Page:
I think I got pretty lucky, that comes really close. My experience has been getting a couple of covers built from watermarked stock images that give an impression of what the cover artist is going for. With a drawn cover it was quite different. I received sketches to show those ideas, and then the one I chose was drawn. Most of my editorial decisions once I’d picked which of the sketches I wanted were limited to how the title would be displayed.

What were the other two drawings? I don’t think I’m allowed to show you but there were two alternates. One depicted Leo, pulling off his shirt, in front of an abstract background of empty frames. The other showed Gerry, with Leo craning his neck over Gerry’s shoulder in front of a row of frames. I confess I had a hard time deciding, in part because Gerry’s character is African-American; I think there’s value in showing that on the cover. Unfortunately the depiction of Gerry just didn’t feel right to me (he was too tall, too muscular, the character didn’t make me think of the Gerry from my story) and I elected to go with the final cover shown here.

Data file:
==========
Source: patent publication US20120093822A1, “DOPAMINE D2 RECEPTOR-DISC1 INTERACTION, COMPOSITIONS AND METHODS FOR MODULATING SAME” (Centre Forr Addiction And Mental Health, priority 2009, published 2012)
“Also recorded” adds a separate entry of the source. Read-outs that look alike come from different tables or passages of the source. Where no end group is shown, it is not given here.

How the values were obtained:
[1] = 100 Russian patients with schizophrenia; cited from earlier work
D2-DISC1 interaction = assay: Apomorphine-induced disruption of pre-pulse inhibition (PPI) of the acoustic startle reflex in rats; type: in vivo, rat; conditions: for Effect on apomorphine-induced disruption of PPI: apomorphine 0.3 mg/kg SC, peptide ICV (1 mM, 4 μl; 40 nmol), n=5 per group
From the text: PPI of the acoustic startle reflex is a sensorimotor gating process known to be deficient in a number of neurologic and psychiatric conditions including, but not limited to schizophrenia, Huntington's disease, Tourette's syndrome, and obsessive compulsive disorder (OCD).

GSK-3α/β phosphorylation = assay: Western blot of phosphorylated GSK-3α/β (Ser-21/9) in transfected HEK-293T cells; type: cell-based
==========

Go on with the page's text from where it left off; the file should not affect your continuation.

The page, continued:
What makes a good cover, and what good stories do you think may not have been as popular because of the cover? Don’t forget–Responses will be used to help decide on a winner for one of the e-books I’m giving away!



or in print:


(in the interests of making people happy: the e-book version is part of the Wet Dream sale from today until 4/28 – 25% off)

11 Responses to “About the Cover — (Gerry’s Lion)”

  1. Denise Dechene says:

    I think a good cover is something that draws the eye. Something unusual. Drawn covers are not the norm so I can see stopping to see what a book is about because it’s different.